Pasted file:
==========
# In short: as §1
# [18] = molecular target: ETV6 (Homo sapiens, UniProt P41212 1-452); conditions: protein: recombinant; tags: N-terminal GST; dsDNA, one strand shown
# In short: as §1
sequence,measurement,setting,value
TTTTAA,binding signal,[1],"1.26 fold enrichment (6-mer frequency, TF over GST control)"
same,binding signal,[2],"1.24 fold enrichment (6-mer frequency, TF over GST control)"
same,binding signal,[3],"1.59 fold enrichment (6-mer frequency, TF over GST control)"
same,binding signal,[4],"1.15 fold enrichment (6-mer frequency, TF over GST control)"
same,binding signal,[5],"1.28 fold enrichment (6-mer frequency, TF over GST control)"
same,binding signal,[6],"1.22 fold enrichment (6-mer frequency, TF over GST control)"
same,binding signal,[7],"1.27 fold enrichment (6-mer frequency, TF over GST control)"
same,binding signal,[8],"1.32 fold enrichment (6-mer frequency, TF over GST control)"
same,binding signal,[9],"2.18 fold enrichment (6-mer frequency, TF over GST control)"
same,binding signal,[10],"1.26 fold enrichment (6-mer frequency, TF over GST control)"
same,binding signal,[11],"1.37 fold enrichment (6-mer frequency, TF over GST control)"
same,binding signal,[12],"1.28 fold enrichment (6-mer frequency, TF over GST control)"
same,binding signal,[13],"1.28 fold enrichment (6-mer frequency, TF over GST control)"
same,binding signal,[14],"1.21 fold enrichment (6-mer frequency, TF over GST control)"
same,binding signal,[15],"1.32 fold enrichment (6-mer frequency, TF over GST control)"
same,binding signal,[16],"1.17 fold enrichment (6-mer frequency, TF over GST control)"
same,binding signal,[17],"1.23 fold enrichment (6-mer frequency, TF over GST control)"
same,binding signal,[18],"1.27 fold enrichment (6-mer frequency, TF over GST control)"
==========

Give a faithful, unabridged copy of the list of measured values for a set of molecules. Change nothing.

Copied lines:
# In short: as §1
# [18] = molecular target: ETV6 (Homo sapiens, UniProt P41212 1-452); conditions: protein: recombinant; tags: N-terminal GST; dsDNA, one strand shown
# In short: as §1
sequence,measurement,setting,value
TTTTAA,binding signal,[1],"1.26 fold enrichment (6-mer frequency, TF over GST control)"
same,binding signal,[2],"1.24 fold enrichment (6-mer frequency, TF over GST control)"
same,binding signal,[3],"1.59 fold enrichment (6-mer frequency, TF over GST control)"
same,binding signal,[4],"1.15 fold enrichment (6-mer frequency, TF over GST control)"
same,binding signal,[5],"1.28 fold enrichment (6-mer frequency, TF over GST control)"
same,binding signal,[6],"1.22 fold enrichment (6-mer frequency, TF over GST control)"
same,binding signal,[7],"1.27 fold enrichment (6-mer frequency, TF over GST control)"
same,binding signal,[8],"1.32 fold enrichment (6-mer frequency, TF over GST control)"
same,binding signal,[9],"2.18 fold enrichment (6-mer frequency, TF over GST control)"
same,binding signal,[10],"1.26 fold enrichment (6-mer frequency, TF over GST control)"
same,binding signal,[11],"1.37 fold enrichment (6-mer frequency, TF over GST control)"
same,binding signal,[12],"1.28 fold enrichment (6-mer frequency, TF over GST control)"
same,binding signal,[13],"1.28 fold enrichment (6-mer frequency, TF over GST control)"
same,binding signal,[14],"1.21 fold enrichment (6-mer frequency, TF over GST control)"
same,binding signal,[15],"1.32 fold enrichment (6-mer frequency, TF over GST control)"
same,binding signal,[16],"1.17 fold enrichment (6-mer frequency, TF over GST control)"
same,binding signal,[17],"1.23 fold enrichment (6-mer frequency, TF over GST control)"
same,binding signal,[18],"1.27 fold enrichment (6-mer frequency, TF over GST control)"